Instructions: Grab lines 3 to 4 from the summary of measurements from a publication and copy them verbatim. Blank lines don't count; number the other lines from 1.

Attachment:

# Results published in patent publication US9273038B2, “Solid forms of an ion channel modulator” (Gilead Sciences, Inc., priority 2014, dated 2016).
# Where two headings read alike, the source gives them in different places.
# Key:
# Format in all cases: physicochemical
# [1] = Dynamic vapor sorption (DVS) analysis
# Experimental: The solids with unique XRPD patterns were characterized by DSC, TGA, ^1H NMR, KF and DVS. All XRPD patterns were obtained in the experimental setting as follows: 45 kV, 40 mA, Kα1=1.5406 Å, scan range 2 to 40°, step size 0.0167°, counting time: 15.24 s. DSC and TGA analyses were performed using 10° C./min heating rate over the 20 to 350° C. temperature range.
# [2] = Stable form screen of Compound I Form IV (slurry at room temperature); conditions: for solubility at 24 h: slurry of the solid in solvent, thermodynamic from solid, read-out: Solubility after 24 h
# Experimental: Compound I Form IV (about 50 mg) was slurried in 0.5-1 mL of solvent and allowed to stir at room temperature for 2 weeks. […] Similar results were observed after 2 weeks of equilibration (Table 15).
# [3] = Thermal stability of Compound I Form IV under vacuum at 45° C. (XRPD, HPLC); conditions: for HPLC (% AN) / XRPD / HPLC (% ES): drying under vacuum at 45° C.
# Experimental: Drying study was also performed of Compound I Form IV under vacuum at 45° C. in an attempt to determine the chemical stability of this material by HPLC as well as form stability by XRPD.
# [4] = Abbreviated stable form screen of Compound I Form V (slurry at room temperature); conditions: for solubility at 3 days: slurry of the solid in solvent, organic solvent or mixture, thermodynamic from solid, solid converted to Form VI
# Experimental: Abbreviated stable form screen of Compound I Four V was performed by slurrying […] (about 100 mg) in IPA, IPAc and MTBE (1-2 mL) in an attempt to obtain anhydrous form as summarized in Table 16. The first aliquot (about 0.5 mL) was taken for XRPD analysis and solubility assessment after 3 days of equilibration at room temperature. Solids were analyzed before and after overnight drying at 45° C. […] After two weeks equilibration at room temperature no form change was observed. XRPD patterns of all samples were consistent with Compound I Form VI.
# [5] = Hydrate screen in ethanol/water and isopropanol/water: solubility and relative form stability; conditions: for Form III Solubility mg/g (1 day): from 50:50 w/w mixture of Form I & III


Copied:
# Key:
# Format in all cases: physicochemical